What to see in Taormina
It was built during the greek period, probably in the 3rd century B.C.: parts of the wall under the scene, some inscriptions on the steps of the cavea and rests of a little temple situated on the panoramic viewpoint overlooking the cavea belonged to this period. In the second half of the 2nd century B.C. the Romans enlarged the theatre (it was the second biggest theatre in Sicily, after that one of Siracusa); it counted nine sectors of steps and behind the cavea was built a wall decorated by columns and a portico. The scene (an oriental scene common in Greece) was characterized by a front with three gaps that inserted the beautiful panorama in the performances. On the sides of the scene there were two halls for the spectators. Until this period the theatre was used to perform comedies and dramas, instead during the late Roman age it was used for the fightings of gladiators or animals (venationes), so it was modified in an amphitheatre: the Greek orchestra was changed in an arena and a roofed hallway and a portico behind the scene were added. During the Middle Age parts of the theatre were used as residence. Today it is still used for several performances.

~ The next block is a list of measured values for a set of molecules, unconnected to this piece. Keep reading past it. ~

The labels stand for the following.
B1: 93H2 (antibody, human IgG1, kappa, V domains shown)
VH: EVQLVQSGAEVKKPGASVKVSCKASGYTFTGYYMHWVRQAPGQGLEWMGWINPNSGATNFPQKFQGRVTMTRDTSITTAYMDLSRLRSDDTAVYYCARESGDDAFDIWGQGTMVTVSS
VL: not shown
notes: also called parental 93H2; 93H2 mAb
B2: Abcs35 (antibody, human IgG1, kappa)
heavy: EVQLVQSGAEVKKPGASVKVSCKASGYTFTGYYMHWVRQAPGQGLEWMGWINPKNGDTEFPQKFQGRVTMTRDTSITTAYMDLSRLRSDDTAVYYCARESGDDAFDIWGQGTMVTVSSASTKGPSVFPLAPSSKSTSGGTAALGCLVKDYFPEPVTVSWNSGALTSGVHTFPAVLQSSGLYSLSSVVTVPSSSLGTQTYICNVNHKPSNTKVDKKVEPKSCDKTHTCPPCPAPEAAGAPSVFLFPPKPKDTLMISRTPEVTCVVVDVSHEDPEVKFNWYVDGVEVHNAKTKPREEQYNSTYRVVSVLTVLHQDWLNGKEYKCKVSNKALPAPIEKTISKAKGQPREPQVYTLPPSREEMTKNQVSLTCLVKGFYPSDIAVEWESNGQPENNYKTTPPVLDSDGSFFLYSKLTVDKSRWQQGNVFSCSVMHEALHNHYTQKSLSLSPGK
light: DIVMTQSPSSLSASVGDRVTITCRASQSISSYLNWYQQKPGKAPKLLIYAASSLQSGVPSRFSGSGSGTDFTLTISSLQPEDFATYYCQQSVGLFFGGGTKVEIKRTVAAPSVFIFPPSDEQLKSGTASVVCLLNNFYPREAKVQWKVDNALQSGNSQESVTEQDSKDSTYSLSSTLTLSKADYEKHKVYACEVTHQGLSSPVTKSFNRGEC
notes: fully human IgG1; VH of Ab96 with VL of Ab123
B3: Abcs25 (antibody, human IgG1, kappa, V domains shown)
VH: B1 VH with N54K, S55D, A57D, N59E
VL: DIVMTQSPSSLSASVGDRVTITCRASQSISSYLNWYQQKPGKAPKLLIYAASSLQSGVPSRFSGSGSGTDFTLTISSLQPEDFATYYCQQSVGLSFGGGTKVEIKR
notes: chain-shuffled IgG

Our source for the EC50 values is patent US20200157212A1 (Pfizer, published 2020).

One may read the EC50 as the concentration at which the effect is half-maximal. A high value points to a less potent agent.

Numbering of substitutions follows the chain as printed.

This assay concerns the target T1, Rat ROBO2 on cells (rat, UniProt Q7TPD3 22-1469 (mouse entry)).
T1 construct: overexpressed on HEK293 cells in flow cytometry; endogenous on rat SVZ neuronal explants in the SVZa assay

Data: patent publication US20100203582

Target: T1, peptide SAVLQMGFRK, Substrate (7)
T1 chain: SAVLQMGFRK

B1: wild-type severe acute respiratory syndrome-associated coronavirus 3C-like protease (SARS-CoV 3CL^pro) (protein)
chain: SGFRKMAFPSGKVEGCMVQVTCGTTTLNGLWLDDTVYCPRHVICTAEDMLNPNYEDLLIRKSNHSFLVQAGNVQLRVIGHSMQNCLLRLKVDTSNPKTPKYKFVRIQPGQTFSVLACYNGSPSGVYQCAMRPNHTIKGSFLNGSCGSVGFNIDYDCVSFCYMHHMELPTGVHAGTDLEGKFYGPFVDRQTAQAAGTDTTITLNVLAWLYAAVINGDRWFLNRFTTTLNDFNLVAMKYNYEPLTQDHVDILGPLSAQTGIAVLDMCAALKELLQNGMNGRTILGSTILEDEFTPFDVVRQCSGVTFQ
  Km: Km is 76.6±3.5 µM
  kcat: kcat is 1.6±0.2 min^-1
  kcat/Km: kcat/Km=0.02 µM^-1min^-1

- Address: Via Teatro Greco - Taormina (ME)
Cattedrale di San Nicola